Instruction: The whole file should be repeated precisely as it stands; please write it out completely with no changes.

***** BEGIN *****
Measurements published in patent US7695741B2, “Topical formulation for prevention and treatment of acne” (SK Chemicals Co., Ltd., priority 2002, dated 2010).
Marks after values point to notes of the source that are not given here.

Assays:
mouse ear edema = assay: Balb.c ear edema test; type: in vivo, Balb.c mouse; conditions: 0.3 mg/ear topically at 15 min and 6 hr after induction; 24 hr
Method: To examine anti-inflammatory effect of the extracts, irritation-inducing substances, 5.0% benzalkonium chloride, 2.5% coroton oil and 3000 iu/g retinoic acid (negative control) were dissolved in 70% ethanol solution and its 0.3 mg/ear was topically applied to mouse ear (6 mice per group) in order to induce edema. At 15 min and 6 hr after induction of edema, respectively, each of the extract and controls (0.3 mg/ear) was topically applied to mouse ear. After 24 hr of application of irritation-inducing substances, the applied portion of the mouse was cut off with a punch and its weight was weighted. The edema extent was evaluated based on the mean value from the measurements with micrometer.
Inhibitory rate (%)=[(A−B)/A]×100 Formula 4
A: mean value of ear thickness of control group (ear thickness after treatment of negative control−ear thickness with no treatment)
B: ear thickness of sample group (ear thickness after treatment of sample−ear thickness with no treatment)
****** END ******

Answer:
Measurements published in patent US7695741B2, “Topical formulation for prevention and treatment of acne” (SK Chemicals Co., Ltd., priority 2002, dated 2010).
Marks after values point to notes of the source that are not given here.

Assays:
mouse ear edema = assay: Balb.c ear edema test; type: in vivo, Balb.c mouse; conditions: 0.3 mg/ear topically at 15 min and 6 hr after induction; 24 hr
Method: To examine anti-inflammatory effect of the extracts, irritation-inducing substances, 5.0% benzalkonium chloride, 2.5% coroton oil and 3000 iu/g retinoic acid (negative control) were dissolved in 70% ethanol solution and its 0.3 mg/ear was topically applied to mouse ear (6 mice per group) in order to induce edema. At 15 min and 6 hr after induction of edema, respectively, each of the extract and controls (0.3 mg/ear) was topically applied to mouse ear. After 24 hr of application of irritation-inducing substances, the applied portion of the mouse was cut off with a punch and its weight was weighted. The edema extent was evaluated based on the mean value from the measurements with micrometer.
Inhibitory rate (%)=[(A−B)/A]×100 Formula 4
A: mean value of ear thickness of control group (ear thickness after treatment of negative control−ear thickness with no treatment)
B: ear thickness of sample group (ear thickness after treatment of sample−ear thickness with no treatment)